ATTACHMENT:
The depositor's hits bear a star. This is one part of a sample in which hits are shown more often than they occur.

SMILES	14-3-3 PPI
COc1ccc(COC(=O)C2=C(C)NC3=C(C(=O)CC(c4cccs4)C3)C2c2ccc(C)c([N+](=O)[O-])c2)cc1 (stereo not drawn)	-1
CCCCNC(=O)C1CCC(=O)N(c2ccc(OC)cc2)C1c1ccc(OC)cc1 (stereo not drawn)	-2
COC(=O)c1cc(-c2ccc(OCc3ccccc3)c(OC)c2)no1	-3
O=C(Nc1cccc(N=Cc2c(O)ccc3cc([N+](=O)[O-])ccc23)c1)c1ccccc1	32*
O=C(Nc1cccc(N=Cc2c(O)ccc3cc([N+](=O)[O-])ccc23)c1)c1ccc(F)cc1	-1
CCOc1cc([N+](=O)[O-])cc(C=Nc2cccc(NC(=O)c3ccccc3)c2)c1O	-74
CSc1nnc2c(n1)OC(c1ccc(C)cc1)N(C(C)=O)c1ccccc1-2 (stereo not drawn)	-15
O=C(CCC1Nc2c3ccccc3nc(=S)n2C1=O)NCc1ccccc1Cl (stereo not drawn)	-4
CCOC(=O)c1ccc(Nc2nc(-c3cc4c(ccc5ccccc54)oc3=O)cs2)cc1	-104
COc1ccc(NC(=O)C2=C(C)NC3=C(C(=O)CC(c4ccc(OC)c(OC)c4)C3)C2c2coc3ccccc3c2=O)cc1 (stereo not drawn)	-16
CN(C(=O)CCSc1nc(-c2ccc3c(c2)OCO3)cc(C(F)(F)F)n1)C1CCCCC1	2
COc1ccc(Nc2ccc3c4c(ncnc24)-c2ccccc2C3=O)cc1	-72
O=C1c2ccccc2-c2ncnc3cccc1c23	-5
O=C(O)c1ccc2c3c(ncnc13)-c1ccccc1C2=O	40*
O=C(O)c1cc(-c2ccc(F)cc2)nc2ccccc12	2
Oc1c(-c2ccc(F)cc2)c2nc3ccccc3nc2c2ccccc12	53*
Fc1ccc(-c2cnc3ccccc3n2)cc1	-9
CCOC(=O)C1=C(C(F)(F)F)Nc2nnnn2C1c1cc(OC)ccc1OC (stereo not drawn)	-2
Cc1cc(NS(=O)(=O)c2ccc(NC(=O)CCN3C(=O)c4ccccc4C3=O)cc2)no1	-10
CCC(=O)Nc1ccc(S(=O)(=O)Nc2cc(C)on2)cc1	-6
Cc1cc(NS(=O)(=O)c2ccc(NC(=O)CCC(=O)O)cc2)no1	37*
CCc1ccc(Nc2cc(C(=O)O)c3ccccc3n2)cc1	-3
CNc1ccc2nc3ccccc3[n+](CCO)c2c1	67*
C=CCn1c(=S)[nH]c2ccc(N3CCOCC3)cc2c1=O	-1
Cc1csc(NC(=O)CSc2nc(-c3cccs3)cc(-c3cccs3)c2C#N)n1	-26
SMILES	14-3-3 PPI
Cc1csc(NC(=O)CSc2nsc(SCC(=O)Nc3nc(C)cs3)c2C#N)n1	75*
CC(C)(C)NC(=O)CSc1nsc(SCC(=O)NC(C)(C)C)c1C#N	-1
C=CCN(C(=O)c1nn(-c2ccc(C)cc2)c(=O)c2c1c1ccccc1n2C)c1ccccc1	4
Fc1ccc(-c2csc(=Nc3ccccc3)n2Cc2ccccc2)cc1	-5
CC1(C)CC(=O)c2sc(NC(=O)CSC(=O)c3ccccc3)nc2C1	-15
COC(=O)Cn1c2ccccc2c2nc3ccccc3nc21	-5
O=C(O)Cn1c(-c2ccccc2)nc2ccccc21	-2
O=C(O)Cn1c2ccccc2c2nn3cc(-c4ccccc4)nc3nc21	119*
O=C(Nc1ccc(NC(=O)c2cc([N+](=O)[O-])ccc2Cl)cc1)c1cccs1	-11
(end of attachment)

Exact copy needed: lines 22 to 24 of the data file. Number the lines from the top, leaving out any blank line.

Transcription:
CCC(=O)Nc1ccc(S(=O)(=O)Nc2cc(C)on2)cc1	-6
Cc1cc(NS(=O)(=O)c2ccc(NC(=O)CCC(=O)O)cc2)no1	37*
CCc1ccc(Nc2cc(C(=O)O)c3ccccc3n2)cc1	-3